Thursday, October 27, 2016

An old friend phoned yesterday to say that her husband had died at the weekend. The world is very much a poorer place. He was Anthony Bryer: a great man, a great Byzantine scholar, a great friend. If anybody spots an obituary, I‘d be glad to hear of it. I don’t get many newspapers these days, saves clutter – but I’d like to have that.

In the course of the conversation, Jenny told me that Bryer’s mother, in her youth, had sailed off Shetland and had written a book about it: “An Island Rooing”, concerned with an island near Foula whose name Jenny couldn’t recall. The story was – and one can imagine Bryer telling it – that the book was reviewed in the Tablet. An uncle, or a great-uncle, that was a bit vague, cut out the review and sent it to Bryer’s father, then serving in Afghanistan. (Some things don’t change.) He was so impressed that he wrote to the author, hoping they might meet when he returned to England. And the rest is history.

I went straight from the telephone to my computer, and found the book with a bookseller in France. I’m sure I’ll enjoy it, since it must, with a title like that, be about Shetland and sheep.  But I hope also to discover why the Tablet reviewed it – it’s a very serious Roman Catholic weekly. And why one man was so taken with the review that he sent it to another, who married the author.

I’ll keep you posted.

As for knitting, virtually none. The morning was taken up with preparations for an elaborate, and in the end rather unsuccessful, slow-cooker meal. Then I went off to have my flu injection (that’s something done, anyway). I came home feeling more than ordinarily smashed (flu injection + the news from Birmingham?) and did no more knitting at all. In the hospital, I made progress with the initial ribbing of the new Kaffe Fassett sock. Even through the tedium of ribbing, one presses forward to see what the next colour will be.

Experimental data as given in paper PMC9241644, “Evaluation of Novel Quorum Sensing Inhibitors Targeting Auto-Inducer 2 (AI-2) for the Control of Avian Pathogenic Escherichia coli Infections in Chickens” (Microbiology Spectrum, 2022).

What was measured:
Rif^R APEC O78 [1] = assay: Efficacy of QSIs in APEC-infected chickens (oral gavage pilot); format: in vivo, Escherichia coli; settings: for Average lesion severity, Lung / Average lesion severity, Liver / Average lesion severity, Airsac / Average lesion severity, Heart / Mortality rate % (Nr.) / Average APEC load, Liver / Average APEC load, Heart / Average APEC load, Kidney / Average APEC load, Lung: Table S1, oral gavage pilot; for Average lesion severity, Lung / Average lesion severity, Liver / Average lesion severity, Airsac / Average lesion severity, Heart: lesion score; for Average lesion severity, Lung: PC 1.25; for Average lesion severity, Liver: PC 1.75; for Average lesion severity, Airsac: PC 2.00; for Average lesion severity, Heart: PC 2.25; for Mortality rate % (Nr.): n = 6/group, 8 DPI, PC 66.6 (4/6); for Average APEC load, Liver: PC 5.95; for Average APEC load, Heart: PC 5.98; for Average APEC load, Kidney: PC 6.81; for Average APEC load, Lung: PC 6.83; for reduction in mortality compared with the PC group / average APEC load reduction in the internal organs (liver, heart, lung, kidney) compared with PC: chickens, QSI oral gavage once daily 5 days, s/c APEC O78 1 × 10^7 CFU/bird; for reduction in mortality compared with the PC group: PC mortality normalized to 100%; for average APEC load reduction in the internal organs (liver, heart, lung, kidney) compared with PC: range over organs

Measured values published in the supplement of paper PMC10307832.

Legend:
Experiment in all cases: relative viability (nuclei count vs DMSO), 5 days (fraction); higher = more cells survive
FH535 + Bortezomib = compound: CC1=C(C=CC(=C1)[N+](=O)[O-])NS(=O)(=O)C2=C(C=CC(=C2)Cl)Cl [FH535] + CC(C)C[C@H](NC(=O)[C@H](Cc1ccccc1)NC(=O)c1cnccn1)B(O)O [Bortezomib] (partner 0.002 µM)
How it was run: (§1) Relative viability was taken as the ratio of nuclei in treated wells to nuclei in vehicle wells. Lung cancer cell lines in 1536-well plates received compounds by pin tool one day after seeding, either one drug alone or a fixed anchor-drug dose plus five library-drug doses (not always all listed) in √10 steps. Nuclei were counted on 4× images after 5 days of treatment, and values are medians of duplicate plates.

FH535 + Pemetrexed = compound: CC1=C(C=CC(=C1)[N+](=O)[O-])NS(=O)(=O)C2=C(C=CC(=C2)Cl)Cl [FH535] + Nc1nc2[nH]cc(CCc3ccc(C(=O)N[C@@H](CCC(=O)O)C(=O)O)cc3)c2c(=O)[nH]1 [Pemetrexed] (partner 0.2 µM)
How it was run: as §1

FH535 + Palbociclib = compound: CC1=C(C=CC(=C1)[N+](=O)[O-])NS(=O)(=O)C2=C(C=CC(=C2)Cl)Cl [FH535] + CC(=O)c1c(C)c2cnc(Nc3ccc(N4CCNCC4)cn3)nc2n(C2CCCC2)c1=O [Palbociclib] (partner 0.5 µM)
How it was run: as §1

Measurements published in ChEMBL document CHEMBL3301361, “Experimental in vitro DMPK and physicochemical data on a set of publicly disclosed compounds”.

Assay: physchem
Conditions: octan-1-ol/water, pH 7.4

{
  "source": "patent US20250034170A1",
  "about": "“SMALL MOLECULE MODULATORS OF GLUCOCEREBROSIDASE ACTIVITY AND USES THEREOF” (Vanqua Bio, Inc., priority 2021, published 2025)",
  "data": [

1. Of course I searched for The Tablet - there were book reviews of all sorts in there - Dick Francis, even. I found the book in 'books received' list, but couldn't find the review with a quick search. I may be squandering more time on The Tablet archive. (I am surprised that I have never heard of it. My father subscribed to all sorts of Catholic publications.) I hope you are feeling better today.

  2. Here it is - Not much there. Now I have to go back and read about DeValera and Irish holidays.

  3. I often find obituaries online, too. Try doing a search by name and city.

  4. skeindalous2:52 PM

    What a great story! Tried to find the book here in US, or even, with no success.

  5. I'm intrigued by the Shetland book. I checked ABE Books and couldn't find it there. I think you may have bought the last copy floating out there in the online world!


    This very brief obituary is all I found so far.

  7. I stumbled across your blog while looking for obituaries of Anthony Bryer.

    There is one in The Guardian by his first research student, Judith Herrin and another one in The Daily Telegraph, which follows their convention of anonymous authorship for obituaries.

    The full text of The Guardian obituary is available to read free online, but The Daily Telegraph one is only available to subscribers.

    However, I have scanned a paper copy and I am happy to send this by e-mail to anyone who contacts me via

    I am sorry to see that there is no obituary in The Independent, which now only survives in online form: It is the least they could do, after all the lively and affectionate obituaries that Anthony Bryer himself wrote for them - not only the one about his illustrious father, but also several of fellow Byzantinologists including his doctoral supervisor, Dimitri Obolensky.